District Judge Signs Order On Sanctions Against Los Alamos County, Retained Attorneys, In Sirphey, LLC Appeal Case


First Judicial District Judge Jason Lidyard has signed an order imposing sanctions against Los Alamos County and its retained attorneys Donald DeCandia and Terra Hittson of Hartline Barger LLP in the ongoing lawsuit filed by Prashant Jain, owner of Sirphey LLC in 2021 against former County Chief Building Official Michael Arellano.

Judge Lidyard had issued the verbal order during a Court hearing last April and asked Sirphey’s attorney Philip Dabney to prepare an order reflecting the Court’s findings and conclusions. See https://losalamosreporter.com/2022/04/29/judge-grants-request-for-sanctions-against-countys-attorney-in-sirphey-appeal-case/

The County’s attorneys subsequently filed an alternative order to be considered by Judge Lidyard because the County disagreed with the wording of the order prepared by Dabney. It appears the County has now also retained attorneys Randy S. Bartell and Troy Lawton of Montgomery & Andrews P.A in the case.

During an August 3 presentment hearing, Judge Lidyard said he had the opportunity to review both forms of the order.

“The Court finds that it seems that the County, based on the additions that are contained in (its proposed order and a deletion), is attempting to distort this Court’s words, manipulate them into a definition that they believe that they may be able to argue later on – that in some way, I ordered orally that there was insufficient evidence to sanction the County when in fact that was not what I said and that’s not what I intended my words to mean,’ Judge Lidyard said. “If there was any miscommunication. I wanted to understand better the practices of the County to see if in some way, or somehow I could avoid sanctioning the County and counsel before the Court, because there was sufficient evidence at the time to sanction them and it would have been the very first time that I as a judge in 4 ½ years that I’ve been a District Court judge, that I would be sanctioning an attorney and a party.”

He said he wanted to believe in his heart that the County and counsel were following some type of practice that must have been in place for some time regarding the lack of findings of fact.

“I therefore asked Mr. Dabney to see if he could find any information regarding any prior actions involving similar or the same proceedings and what types of order had been issued. There was vehement objection by counsel for the County to not allow that to happen. In fact there was a motion to reconsider. Unbeknown to me at the time of my request for discovery to maybe find a way to avoid sanctioning counsel and the party, the information I was looking for had been in my possession for two days prior to the hearing in which I requested the discovery,” Judge Lidyard said.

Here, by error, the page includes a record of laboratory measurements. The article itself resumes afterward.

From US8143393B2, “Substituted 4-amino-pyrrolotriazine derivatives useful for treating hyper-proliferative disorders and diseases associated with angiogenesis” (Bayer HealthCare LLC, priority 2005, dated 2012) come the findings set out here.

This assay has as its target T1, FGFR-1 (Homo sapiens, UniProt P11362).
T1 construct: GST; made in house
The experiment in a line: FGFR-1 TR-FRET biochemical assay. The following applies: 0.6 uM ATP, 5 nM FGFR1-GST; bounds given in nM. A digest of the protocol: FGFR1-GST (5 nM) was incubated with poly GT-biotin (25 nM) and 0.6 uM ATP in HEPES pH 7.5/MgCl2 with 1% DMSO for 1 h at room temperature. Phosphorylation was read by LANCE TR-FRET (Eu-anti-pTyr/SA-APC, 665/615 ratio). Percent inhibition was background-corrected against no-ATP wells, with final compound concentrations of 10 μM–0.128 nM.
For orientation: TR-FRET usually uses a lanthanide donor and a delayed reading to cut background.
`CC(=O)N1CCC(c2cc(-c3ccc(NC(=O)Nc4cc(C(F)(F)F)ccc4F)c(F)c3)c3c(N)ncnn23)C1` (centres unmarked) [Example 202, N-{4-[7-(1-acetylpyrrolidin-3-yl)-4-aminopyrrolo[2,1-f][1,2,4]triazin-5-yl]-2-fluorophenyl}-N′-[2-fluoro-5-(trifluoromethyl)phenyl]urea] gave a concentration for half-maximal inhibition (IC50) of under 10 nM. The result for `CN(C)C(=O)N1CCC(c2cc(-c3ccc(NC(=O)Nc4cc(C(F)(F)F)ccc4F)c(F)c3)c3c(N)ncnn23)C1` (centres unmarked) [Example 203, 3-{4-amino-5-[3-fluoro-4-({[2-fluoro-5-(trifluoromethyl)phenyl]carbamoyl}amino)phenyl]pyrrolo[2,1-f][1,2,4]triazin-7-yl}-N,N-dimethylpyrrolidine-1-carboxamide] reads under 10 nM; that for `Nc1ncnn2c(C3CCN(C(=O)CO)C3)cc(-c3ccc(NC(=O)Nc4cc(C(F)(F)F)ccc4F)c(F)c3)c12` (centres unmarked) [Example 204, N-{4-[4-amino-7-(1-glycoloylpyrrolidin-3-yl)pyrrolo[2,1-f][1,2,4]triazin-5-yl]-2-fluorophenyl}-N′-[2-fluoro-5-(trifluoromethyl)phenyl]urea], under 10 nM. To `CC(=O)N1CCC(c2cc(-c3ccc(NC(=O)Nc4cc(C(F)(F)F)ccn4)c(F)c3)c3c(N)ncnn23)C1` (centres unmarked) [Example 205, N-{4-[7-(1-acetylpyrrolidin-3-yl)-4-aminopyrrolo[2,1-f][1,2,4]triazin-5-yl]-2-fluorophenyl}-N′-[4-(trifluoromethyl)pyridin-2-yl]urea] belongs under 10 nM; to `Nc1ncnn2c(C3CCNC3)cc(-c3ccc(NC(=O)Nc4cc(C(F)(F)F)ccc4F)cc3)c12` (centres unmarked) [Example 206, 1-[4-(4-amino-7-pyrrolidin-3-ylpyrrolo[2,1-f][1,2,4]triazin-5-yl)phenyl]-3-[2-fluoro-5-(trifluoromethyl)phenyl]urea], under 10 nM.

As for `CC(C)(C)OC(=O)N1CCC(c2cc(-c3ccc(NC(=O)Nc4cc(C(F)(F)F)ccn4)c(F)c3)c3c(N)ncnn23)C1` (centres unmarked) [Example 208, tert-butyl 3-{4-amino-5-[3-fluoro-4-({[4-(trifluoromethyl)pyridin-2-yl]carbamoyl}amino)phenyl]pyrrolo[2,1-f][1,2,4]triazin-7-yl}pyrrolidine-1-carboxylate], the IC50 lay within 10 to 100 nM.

He said that information came in a supplemental briefing provided by counsel for the County in which an affidavit specifically stated by an individual that this was the first time ever that this type of proceeding had ever been conducted by the County. He said that was what he was hoping to avoid learning – “that while doing something for the very first time, the County would take such a baseless stance to the idea of what a finding is”.

“I assumed that there must have been some justification in history of custom or practice in the County that would justify these types of behaviors by counsel and the County. But it wasn’t true and the information that I was looking for in my request for discovery was already in my possession, so it wasn’t necessary for the discovery to be conducted and therefore the Court did not demand that it be done and ruled as it was prepared to do so even before requesting the discovery, that counsel and the County should be sanctioned for their practices,” Judge Lidyard said. ”I reviewed Mr. Dabney’s order: It appears almost identical to the things that I said in my ruling and therefore I’m adopting it as it accurately reflects what I ruled. I will sign the order and issue it today.”

The conflict between the County and Sirphey appears to be far from over. Judge Lidyard noted that he has several thousands of pages to read in the case despite having listened to some 25 hours of hearings in the case. He noted that he intends to read the transcripts to refresh his memory and follow along with the audio.

Meanwhile, Dabney, who noted at the August 3 hearing that there are issues related to “a big chunk of materials missing from the record, has filed a motion claiming the County has not submitted transcripts to the Court recordings of any other log or material from closed sessions between both the members of the County’s Board of Appeals and the County Council.

Sirphey, LLC filed a lawsuit against the County and others in June in federal court. See https://losalamosreporter.com/2022/06/30/sirphey-sues-los-alamos-county-others-in-u-s-district-court/